The past six months we have witnessed an un-paralleled level of questionable business practices resulting from data breaches. As trusted brands, Uber as well as Equifax and others, who have been entrusted with significant amounts of personal data have failed the American public. The breach missteps and follies only continue. Each time most within the security and privacy communities have rolled our eyes in disbelieve.
While it is important we do not victimize the victims, and acknowledge there is no perfect defense. At the same time it is equally as important for organizations to be prepared for an incident and be transparent on how they respond. Every organization has an implied and legal responsibility to apply best practices to help prevent incidents, detect events and be prepared to respond and remediate the impact. Judging by these past incidents the concept of data stewardship and accountability has gone by the way side. All too often these organizations are caught flatfooted, or attempt to hide the incident for a range of what appears as self-serving reasons. Perhaps they have recognized the current regulatory landscape has little meaningful ramifications or that they will not be held personally accountable. Self-regulation appears to be failing and the existing regulatory construct does not appear to be a deterrent or taken seriously by executives and their boards. In the case of Yahoo and Equifax, the CEO’s walk away with millions of dollars while the impacted consumers are left on their own.
With each major breach event I have hoped it would be a watershed moment, becoming a catalyst for change. Today US companies are faced with a complex mosaic of 48 State breach laws, plus several sectorial regulations. While nearly everyone complains about the challenge to navigate this maze of regulations, no progress to develop a national breach regulation has occurred. Ironically, generally there is rough consensus on several key requirements defining; 1) reasonable baseline security, 2) personal or covered information, 3) notification triggers and requirements and 4) remedies. Having personally worked on over a dozen such draft bills, I have been disappointed how partisan efforts and trade groups have driven these efforts off the road, ignoring the impact on consumers.
I am hopeful this time it will be different. The allegations against Equifax and Uber have ratcheted the issue to new heights. On May 26, 2018 the EU Data Protection Directive (GDPR) will be enforceable. While many companies will be prepared, the vast majority will not be, nor do they recognize the risks. Technically they only need a single resident of the EU for regulations to kick in. GDPR requires regulators to be notified within 72 hours of learning of an incident, while US companies has shown disregard and taking in some cases 6 to 12 months. The US is by and large sadly behind the rest of the world recognizing privacy rights and data breach reporting requirements.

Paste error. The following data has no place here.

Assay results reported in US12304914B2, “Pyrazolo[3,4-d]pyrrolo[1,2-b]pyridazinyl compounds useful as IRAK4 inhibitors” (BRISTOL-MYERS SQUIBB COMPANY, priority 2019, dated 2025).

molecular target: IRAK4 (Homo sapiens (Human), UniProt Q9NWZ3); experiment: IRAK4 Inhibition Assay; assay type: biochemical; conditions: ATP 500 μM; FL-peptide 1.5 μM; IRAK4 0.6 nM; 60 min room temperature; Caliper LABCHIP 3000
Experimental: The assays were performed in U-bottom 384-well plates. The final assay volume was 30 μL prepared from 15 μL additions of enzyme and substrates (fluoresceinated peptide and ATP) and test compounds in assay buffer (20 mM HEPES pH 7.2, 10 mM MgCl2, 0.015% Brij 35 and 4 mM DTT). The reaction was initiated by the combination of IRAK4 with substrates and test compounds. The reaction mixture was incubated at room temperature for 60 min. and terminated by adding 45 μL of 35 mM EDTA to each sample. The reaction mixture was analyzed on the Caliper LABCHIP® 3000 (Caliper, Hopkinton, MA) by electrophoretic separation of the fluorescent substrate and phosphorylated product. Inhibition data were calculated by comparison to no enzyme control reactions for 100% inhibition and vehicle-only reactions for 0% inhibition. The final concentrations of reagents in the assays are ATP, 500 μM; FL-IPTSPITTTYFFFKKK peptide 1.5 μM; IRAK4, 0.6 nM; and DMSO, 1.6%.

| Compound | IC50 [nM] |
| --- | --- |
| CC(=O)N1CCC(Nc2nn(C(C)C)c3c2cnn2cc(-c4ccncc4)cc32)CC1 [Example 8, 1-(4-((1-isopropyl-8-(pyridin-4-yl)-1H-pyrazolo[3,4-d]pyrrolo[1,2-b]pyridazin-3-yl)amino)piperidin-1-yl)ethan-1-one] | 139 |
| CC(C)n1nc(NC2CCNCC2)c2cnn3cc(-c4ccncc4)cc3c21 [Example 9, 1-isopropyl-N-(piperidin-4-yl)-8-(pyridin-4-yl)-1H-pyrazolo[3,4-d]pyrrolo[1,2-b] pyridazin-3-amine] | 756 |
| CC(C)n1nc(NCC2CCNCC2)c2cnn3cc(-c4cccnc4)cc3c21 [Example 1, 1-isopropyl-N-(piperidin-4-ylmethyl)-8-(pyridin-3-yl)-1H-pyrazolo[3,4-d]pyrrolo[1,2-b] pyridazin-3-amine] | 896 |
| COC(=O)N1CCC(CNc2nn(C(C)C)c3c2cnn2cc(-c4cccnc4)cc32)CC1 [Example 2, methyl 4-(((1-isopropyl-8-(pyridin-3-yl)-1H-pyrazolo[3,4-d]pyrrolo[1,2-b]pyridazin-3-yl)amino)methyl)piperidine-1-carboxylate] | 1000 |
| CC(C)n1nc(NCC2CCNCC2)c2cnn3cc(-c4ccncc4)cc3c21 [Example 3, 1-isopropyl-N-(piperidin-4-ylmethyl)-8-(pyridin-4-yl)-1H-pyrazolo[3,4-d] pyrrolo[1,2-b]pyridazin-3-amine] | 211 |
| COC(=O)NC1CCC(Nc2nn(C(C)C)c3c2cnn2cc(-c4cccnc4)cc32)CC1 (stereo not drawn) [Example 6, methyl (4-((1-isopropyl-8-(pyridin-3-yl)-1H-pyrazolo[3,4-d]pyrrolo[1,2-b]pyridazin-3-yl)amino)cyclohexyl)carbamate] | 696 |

Last week the Senate Commerce Committee ranking chair Senator Bill Johnson (FL-D), proposed legislation making it a criminal act to not disclose such data. This has the potential to wake up the C-suite. As we look forward to new legislation, I propose legislation be modeled after CAN-SPAM the "Controlling the Assault of Non-Solicited Pornography and Marketing Act of 2003). Enacted in 2004, CAN-SPAM is a single Federal Law, pre-empting individual State Laws, permitting State right of enforcement. Primary enforcement would be left to the Federal Trade Commission and State Attorney Generals could join in actions or file on their own. Similarly, there needs to be a penalty, not relying on harms or damages be proven. We need to take the best from leading States such as California, New York, Massachusetts and others. As a benefit to industry such legislation should also provide safe-harbor from Federal and State laws as well as the threat of class-action suits to companies who have employed reasonable security and are in full-regulatory compliance.
At the end of the day both consumers and business will benefit from federal breach legislation. Having a consistent set of rules and regulations will raise the bar of breach prevention and readiness, saves tens if not hundreds of thousands of dollars in legal costs, while most importantly enhancing consumer protection and expediting timely notifications.
Who knows, perhaps in the long run we might be able to “thank” Uber for driving us to this destination.
Note The views expressed in this op-ed do not necessarily reflect those of the Internet Society.